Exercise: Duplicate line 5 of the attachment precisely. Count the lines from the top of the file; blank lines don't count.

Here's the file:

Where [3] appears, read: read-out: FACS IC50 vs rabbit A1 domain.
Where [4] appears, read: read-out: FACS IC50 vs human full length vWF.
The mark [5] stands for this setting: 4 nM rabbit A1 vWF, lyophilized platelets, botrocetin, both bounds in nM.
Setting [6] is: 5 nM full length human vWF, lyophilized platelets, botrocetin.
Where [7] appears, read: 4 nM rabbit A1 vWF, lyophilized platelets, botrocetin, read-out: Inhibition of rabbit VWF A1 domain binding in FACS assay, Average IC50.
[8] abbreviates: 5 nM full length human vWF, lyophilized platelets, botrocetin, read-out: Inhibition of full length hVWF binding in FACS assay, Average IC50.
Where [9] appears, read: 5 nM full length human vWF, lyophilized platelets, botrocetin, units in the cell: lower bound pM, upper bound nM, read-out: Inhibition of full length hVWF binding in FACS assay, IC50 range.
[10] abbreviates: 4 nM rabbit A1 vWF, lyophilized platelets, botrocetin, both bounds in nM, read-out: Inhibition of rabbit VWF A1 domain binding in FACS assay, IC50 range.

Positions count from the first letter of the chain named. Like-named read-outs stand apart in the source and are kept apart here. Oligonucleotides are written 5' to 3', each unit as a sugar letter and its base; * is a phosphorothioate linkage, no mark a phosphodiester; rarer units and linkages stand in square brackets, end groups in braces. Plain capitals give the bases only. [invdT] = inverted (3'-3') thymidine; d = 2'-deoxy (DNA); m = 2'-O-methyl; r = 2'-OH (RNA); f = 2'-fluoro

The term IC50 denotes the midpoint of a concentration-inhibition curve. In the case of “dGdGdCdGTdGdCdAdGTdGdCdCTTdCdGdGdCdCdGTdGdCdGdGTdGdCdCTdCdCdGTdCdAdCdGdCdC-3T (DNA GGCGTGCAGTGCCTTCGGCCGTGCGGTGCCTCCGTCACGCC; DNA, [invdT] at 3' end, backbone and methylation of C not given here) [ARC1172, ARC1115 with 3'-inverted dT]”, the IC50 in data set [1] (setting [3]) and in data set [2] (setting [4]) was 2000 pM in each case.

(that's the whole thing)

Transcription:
Where [7] appears, read: 4 nM rabbit A1 vWF, lyophilized platelets, botrocetin, read-out: Inhibition of rabbit VWF A1 domain binding in FACS assay, Average IC50.